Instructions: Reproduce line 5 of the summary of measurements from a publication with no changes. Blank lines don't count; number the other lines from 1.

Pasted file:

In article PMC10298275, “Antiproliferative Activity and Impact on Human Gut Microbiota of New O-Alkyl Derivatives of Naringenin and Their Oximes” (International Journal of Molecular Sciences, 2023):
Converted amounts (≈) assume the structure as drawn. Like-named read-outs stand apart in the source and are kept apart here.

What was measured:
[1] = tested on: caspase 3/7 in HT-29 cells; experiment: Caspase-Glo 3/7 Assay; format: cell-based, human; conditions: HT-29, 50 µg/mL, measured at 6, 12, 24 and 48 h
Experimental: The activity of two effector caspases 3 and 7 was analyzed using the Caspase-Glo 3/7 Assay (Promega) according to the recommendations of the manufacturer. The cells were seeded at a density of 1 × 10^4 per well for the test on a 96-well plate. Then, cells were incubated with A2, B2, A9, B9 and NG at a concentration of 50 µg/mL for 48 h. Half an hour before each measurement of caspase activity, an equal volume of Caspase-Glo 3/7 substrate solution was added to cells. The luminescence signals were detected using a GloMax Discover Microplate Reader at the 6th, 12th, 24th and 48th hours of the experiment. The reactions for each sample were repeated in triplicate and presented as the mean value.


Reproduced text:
Experimental: The activity of two effector caspases 3 and 7 was analyzed using the Caspase-Glo 3/7 Assay (Promega) according to the recommendations of the manufacturer. The cells were seeded at a density of 1 × 10^4 per well for the test on a 96-well plate. Then, cells were incubated with A2, B2, A9, B9 and NG at a concentration of 50 µg/mL for 48 h. Half an hour before each measurement of caspase activity, an equal volume of Caspase-Glo 3/7 substrate solution was added to cells. The luminescence signals were detected using a GloMax Discover Microplate Reader at the 6th, 12th, 24th and 48th hours of the experiment. The reactions for each sample were repeated in triplicate and presented as the mean value.